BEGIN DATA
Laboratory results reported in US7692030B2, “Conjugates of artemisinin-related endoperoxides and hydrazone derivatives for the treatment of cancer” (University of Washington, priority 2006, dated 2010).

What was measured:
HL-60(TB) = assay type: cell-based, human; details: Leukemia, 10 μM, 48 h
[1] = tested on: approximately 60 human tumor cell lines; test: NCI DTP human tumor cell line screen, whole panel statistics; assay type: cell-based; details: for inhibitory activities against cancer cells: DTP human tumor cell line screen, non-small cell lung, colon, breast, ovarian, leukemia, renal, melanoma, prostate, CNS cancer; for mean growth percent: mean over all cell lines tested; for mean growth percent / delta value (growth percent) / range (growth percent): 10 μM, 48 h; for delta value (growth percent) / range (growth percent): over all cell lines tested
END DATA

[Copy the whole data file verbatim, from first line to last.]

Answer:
Laboratory results reported in US7692030B2, “Conjugates of artemisinin-related endoperoxides and hydrazone derivatives for the treatment of cancer” (University of Washington, priority 2006, dated 2010).

What was measured:
HL-60(TB) = assay type: cell-based, human; details: Leukemia, 10 μM, 48 h
[1] = tested on: approximately 60 human tumor cell lines; test: NCI DTP human tumor cell line screen, whole panel statistics; assay type: cell-based; details: for inhibitory activities against cancer cells: DTP human tumor cell line screen, non-small cell lung, colon, breast, ovarian, leukemia, renal, melanoma, prostate, CNS cancer; for mean growth percent: mean over all cell lines tested; for mean growth percent / delta value (growth percent) / range (growth percent): 10 μM, 48 h; for delta value (growth percent) / range (growth percent): over all cell lines tested